Q: How would you encourage people who are trying to be healthier to stay on track if they become discouraged along the way? 

A: I would talk to them as they were my best friend going through some tough times. I would say, “Girl/Dude take a deep breath, let’s analyze this situation. It may seem like the end of the world but it is not. We can do this, I am listening. By talking about it, you have found the answer yourself. Take baby steps and if you need to start again, then do so. Every day is different, and today you are talking to me. You are okay and I am here to see you shine and reach your goal.” And one more thing: remember to laugh and have fun in the process!

Fabiola is a great inspiration for everyone to take small steps on their health and wellness journey! To learn more about Meta, head to MetaWellness.com.

Disclosure: I've partnered with P&G on this sponsored post but the thoughts and opinions expressed are my own. You can find more information at MetaWellness.com.

Saturday
May092015

John Cisna and McDonald's Open Door Tour

Last week I wrote about Freshii, a healthy fast food chain. Now I get to talk about McD's, the fast food icon in an interesting position. Two weeks ago the emperor of fast food announced that it planned to close 900 of its restaurants worldwide after a $400 million loss in the first quarter this year. Increasing competition from new chain restaurants and a negative image of its "junk food" menu are likely contributors. With the rising costs of health insurance and out-of-pocket medical fees, consumers are proactively choosing prevention by eating better and losing weight. This has helped fuel the demand for fast food vegetarian and plant-based options while traditional fast food of hamburgers, French fries and soda loses ground.

Still I'll readily admit that I'm rooting for McDonald's. The golden arches are a familiar comforting sight whenever I'm on a road trip. I enjoy McD's low cost soft serve ice cream cones and oatmeal and allow my son a chicken nuggets/French fries meal a few times a month (and yes I do snitch a nugget and a few fries!). I hope they'll recognize the necessary trend of healthier fast food and continue to evolve their menu.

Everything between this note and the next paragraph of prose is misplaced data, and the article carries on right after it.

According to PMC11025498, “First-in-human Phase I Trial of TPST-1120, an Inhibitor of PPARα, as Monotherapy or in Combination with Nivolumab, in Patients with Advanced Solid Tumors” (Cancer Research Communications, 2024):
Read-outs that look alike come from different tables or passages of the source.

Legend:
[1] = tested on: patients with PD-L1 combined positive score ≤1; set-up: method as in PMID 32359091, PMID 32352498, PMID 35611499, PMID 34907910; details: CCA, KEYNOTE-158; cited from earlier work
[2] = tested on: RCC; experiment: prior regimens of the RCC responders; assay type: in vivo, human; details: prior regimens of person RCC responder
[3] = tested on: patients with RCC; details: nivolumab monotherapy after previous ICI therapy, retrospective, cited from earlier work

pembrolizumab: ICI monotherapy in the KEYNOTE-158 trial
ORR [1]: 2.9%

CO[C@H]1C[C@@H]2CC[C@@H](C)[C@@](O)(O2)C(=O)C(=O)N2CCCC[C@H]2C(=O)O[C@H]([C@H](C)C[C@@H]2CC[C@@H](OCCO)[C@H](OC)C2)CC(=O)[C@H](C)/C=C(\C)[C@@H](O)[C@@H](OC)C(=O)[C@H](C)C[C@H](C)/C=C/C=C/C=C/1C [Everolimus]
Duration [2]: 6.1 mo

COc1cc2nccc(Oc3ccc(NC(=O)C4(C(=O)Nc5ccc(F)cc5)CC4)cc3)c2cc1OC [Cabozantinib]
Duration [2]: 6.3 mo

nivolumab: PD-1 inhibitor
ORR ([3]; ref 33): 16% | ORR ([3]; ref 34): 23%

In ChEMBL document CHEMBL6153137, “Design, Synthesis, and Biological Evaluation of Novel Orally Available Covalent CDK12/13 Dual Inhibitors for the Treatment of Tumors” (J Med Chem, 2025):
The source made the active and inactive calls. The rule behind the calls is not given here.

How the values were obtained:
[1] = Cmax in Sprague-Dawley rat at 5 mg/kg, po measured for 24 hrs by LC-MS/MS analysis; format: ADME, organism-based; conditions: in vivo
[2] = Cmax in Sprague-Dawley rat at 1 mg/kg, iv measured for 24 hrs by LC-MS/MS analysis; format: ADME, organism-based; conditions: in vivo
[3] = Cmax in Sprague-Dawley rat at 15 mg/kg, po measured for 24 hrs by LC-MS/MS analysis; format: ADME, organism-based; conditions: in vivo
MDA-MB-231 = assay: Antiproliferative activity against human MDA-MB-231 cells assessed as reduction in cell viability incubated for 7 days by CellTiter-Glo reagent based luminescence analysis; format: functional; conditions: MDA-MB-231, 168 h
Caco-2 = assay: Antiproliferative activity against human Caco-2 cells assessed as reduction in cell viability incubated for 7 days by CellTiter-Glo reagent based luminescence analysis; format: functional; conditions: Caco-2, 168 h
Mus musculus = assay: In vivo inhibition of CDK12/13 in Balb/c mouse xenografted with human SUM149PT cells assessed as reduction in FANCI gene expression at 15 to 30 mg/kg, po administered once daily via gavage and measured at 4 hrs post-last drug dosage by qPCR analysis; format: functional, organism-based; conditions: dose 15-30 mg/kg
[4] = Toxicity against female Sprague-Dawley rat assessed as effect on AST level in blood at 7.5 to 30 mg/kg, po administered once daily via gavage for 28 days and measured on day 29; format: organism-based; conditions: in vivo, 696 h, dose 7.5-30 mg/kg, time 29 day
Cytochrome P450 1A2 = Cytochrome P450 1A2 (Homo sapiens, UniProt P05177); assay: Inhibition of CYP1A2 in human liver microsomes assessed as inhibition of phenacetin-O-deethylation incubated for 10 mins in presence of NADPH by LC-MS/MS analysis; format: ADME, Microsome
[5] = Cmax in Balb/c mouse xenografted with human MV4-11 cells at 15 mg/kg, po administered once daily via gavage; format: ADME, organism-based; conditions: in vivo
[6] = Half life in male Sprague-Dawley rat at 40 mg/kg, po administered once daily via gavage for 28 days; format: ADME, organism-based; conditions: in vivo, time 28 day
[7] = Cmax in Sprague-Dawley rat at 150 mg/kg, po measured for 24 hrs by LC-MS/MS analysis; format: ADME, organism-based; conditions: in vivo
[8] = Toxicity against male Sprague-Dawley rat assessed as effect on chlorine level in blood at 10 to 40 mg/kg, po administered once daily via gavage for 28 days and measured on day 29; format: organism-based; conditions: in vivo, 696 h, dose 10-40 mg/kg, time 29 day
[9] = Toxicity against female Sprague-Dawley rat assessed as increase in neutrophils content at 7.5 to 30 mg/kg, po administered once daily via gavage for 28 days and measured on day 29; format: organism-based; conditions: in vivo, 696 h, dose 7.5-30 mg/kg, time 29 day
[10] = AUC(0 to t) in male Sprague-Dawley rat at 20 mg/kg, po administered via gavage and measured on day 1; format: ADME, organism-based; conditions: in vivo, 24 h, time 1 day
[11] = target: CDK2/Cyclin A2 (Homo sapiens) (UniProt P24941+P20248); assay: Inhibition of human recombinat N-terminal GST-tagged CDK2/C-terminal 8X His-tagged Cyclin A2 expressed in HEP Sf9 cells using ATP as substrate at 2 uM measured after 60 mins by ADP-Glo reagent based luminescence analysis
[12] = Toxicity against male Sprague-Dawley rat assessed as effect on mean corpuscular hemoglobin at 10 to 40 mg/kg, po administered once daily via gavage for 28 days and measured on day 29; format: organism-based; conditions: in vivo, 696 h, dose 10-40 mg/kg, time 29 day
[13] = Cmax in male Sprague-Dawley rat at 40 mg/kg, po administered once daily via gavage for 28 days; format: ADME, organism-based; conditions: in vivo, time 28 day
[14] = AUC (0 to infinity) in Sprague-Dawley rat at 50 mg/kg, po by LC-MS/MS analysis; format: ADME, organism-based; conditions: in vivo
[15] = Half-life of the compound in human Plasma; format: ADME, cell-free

Fruit and Maple Oatmeal

I attended McDonald's Open Door Tour last weekend with other Boston-area bloggers to get a behind the scenes glimpse of their food production and hear an inspiring talk by John Cisna, the now famous Iowa science teacher who lost over 50 pounds eating only McDonald's meals for three months. This event clearly showed me that McDonald's radar is on, as they highlighted their fresh produce, fruit smoothies, oatmeal with fresh diced apples and dried fruit, and use of fresh whole eggs in their Egg McMuffins. The highlight of this event for me, as a dietitian who sees a majority of patients who eat out more than twice a week, was John Cisna's talk.

If you don't know his story, Cisna is a high school biology teacher who challenged his sophomores to design a scientific research study. With no ties to McDonald's at the time, they created the hypothesis, "Is it possible for a person to become better off by eating nothing but McDonald's for breakfast, lunch and dinner for 90 days?" His students set daily nutrition goals for calories and 14 other nutrients based on the Recommended Dietary Allowances and USDA Dietary Guidelines for Americans. They then researched the McDonald's menu, which discloses full nutrition information, to create a detailed menu for Cisna. This is a timely and relevant hypothesis, as McDonald's suffered a noxious blow with Morgan Spurlock's Super Size Me documentary in 2004. If you don't recall the queasy details, Spurlock ate only McDonald's for 30 days and not only gained 25 pounds but increased his cholesterol, developed a fatty liver, and suffered "mood swings." Despite the fact that Spurlock was eating about 5000 calories daily, double the amount the average overweight American eats, viewers walked away with greater distrust for corporate McDonald's and the "poison" it was serving.